Between the Lines
As the countercultural 70's begins to morph into the more commercialized 'Me Decade,' staffers at The Back Bay Mainline discuss quitting en masse should publisher Stuart Wheeler (Richard Cox) sell out to Roy Walsh (Lane Smith), a newsman known for scooping up alternative weeklies and remaking them for the mainstream. But although they are as close as family, as photographer Abbie (Lindsay Crouse) notes, they are made up of those either on their way up or on their way down and there is interpersonal drama "Between the Lines."
Laura's Review: B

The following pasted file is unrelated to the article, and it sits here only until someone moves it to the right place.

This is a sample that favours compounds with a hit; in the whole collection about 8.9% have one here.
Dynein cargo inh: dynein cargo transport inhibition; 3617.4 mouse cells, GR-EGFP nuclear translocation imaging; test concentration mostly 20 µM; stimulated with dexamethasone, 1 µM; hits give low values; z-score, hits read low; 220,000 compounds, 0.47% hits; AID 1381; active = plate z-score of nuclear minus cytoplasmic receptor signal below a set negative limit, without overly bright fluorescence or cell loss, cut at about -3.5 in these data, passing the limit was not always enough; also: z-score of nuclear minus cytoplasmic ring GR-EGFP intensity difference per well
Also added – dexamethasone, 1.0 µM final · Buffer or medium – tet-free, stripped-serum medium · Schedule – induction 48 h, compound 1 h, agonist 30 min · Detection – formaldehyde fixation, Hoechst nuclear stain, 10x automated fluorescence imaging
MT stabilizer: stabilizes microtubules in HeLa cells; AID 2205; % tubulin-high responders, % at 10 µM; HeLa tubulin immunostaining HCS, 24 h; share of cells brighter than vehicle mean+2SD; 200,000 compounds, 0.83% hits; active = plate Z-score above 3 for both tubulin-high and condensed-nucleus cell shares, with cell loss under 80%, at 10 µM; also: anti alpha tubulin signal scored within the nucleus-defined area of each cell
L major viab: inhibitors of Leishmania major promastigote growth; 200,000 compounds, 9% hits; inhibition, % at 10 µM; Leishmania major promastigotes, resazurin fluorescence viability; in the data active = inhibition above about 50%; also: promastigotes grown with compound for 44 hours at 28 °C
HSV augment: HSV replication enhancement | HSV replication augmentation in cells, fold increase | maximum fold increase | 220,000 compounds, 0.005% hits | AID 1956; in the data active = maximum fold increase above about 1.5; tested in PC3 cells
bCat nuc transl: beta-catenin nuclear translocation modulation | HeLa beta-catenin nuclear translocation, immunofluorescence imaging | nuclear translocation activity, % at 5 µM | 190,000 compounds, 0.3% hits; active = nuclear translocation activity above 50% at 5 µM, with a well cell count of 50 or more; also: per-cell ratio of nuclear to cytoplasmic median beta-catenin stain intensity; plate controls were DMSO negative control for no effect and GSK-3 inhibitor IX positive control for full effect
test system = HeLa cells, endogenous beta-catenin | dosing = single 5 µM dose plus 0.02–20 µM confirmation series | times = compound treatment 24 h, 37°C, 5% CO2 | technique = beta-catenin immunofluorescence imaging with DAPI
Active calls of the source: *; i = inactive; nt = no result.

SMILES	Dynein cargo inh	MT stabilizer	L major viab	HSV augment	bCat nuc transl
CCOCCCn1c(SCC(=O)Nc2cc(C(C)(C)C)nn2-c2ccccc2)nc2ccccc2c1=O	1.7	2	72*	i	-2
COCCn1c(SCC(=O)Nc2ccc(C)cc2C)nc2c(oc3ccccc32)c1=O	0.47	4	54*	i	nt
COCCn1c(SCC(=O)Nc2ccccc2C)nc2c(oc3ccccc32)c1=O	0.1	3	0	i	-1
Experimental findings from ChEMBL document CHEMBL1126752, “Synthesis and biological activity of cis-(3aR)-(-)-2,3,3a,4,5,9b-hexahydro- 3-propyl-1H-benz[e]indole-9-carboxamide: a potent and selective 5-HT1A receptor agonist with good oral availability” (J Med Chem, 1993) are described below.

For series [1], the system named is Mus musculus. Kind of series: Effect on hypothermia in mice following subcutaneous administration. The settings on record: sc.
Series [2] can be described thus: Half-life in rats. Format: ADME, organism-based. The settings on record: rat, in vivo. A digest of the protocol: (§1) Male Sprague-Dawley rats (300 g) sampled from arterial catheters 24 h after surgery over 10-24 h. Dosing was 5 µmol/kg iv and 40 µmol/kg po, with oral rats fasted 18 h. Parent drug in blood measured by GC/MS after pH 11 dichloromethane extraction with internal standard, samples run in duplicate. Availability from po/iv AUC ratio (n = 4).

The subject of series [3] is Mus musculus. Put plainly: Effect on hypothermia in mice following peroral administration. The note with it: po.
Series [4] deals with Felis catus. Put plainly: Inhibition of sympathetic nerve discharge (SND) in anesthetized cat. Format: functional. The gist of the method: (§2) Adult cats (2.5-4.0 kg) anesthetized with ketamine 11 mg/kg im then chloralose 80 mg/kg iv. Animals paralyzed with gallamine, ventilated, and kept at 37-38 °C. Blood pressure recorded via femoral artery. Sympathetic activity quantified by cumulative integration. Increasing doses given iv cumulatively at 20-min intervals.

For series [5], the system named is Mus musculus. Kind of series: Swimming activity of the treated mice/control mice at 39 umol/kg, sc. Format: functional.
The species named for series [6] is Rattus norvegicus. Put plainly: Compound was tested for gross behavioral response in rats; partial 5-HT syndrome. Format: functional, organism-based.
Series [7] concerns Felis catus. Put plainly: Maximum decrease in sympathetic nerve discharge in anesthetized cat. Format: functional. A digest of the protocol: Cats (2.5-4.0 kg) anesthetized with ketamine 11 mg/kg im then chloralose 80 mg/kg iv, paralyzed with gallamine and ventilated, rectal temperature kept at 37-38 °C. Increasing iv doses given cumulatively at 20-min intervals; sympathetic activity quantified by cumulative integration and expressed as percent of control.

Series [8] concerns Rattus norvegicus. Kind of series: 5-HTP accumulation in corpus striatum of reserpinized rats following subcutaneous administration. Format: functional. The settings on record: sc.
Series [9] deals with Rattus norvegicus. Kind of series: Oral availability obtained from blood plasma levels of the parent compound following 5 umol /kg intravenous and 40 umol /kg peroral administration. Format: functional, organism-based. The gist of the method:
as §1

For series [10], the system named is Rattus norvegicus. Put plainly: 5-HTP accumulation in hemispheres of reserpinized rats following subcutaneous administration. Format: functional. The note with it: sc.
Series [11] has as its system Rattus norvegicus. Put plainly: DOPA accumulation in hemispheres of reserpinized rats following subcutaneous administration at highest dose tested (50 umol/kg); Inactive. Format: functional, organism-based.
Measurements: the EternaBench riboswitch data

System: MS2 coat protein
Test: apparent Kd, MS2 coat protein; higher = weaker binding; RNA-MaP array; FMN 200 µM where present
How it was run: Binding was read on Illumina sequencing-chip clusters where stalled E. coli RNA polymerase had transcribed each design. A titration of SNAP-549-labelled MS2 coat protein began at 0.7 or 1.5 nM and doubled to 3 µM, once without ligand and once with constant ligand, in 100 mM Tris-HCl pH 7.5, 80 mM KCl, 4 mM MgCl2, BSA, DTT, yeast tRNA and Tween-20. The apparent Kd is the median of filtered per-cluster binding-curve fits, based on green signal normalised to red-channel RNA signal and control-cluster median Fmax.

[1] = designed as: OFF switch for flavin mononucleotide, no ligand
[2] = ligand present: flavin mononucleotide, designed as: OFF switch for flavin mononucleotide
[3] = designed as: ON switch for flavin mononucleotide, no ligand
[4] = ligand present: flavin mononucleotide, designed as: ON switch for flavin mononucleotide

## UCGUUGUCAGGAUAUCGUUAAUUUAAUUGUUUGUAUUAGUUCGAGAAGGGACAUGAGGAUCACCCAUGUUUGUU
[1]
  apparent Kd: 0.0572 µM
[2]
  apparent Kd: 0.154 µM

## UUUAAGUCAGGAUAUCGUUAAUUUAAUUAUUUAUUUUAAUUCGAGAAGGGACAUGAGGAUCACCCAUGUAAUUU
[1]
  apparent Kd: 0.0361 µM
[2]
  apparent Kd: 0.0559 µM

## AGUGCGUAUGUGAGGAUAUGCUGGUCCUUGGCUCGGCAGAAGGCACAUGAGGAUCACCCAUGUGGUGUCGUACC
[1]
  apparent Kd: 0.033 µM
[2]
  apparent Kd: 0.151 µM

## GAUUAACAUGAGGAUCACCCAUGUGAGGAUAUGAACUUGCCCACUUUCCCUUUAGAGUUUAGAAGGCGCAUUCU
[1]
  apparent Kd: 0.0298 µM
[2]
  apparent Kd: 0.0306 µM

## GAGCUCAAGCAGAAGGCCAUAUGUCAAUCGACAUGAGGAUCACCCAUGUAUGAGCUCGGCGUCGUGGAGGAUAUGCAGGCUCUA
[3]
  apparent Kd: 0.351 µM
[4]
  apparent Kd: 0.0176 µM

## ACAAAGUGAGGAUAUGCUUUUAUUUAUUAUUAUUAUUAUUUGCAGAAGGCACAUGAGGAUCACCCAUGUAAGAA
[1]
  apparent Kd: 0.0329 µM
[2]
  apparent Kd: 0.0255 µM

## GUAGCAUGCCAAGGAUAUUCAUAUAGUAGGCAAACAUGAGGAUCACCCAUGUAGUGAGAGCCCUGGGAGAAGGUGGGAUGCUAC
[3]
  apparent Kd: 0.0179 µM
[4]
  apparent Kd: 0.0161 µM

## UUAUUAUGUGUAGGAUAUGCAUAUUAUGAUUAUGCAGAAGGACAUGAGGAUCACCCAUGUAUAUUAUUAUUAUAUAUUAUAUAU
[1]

Joan Micklin Silver ("Hester Street," "Crossing Delancey") was one of the very few female directors working back in the 70's and her prior experience with The Village Voice made her ideal to tackle a script by Fred Barron who was writing for the Boston Phoenix (the paper, along with its predecessor The Real Paper, upon which the film is based) at the time. The 1977 film is surprisingly relevant today as large media empires gobble up smaller papers and others, like the Village Voice itelf, disappear entirely (the Boston Phoenix ceased publishing in 2013). The film can be rough around the edges with some dicey editing and inconsistent acting but that roughness serves its art direction well, the purple walls and mustard accents of the Mainline's cramped offices made homey with admin Lynn's (Jill Eikenberry) flower stencils. The film's most serious drawback is the sexism on display. While obviously acceptable as inherent to the film's plot, its embeddedness along with multiple gratuitous topless scenes are cringe-worthy today. Boston audiences will be treated to location shots of Harvard Square in its pre-globalization heyday while cinephiles will delight in early performances of stars like Jeff Goldblum before they were known while mourning those, like John Heard, Bruno Kirby and Gwen Welles, who left us too early. The film opens with The Hawker (Michael J. Pollard) shilling the Mainline in the same style as its content ('Your daughter reads it,' he informs one middle-aged Brahmin) before moving to the office's editorial meeting where Frank (Jon Korkes) takes pitches. A film critic is mocked for suggesting a trip to Cannes, no matter the prestige he rightfully claims it would bring. Pushed, Max Arloft (Jeff Goldblum) comes up with a promo party for Southside Johnny & The Asbury Jukes (who will be featured overbearingly when that party rolls around). The meeting's interrupted by advertising director Stanley (Lewis J. Stadlen) proudly informing Frank that four pages will be pulled for new advertising. Frank physically threatens the man, demanding additional pages for the run. Max makes a laughable request for a raise before heading down to Cheapo Records to trade promos for weed money, young staffer David Entwhistle (Bruno Kirby) hanging on his every word. He picks up on Max's mention of a major bootlegger who happens to be running for city council and decides to make his own run for an important story, one which will see him facing hired goons on the Boston Fish Pier. Harry Lucas (Heard) is the paper's star investigative reporter, but he's lost his passion after years of reportage haven't changed anything. He's put out that it's Michael (Stephen Collins), not he, who's gotten a book deal despite having never made the effort. Harry's in an on and off relationship with Abbie, whose unique angle talking to his latest subject, Combat Zone stripper Danielle (Marilu Henner), sets him off as well. Meanwhile staff writer Laura's (Gwen Welles) been holding down a second job so Michael could write that book and is wrestling with the idea of following him to New York City where she's sure to be even less appreciated than she is in Boston. The macho competitiveness between Harry and Michael and the female resourcefulness that enables it are rich parallel story lines which eventually intersect, but it is Max, the music critic we never see critique, who gets all the laughs. When he's not using his exalted status to sponge off his readership, he's using it to spout nonsense during a lecture to female college students. When a man enters the Mainline's offices, smashes Lynn's typewriter, declares it conceptual art by Herbert Fisk (Raymond J. Barry) and demands to be interviewed, Max responds with his own take in an escalating demolition competition that ends with Fisk departing in a huff. Max's clothes, a military paratrooper's jumpsuit topped with a red satin bomber jacket (until it's lost and replaced with a plaid blazer), are as amusingly idiosyncratic as he is. Lynn, in her Gibson girl hairdo and flowery smocks, may be the quiet office den mother, but reveals the steeliest backbone, standing up to both Stanley's sexual harassment and new owner Walsh's hypocrisy. (The film also stars Joe Morton as Ahmed, who, unfortunately, is little more than background.) "Between the Lines" isn't your typical newspaper movie, invested more in its ensemble dynamics than the workings of the Mainline. Cohen Media's new 2K restoration blu-ray brings this time capsule back into sharp relief for audiences to rediscover, the intervening decades revealing that while many things have changed, good journalism remains an uphill battle. Grade: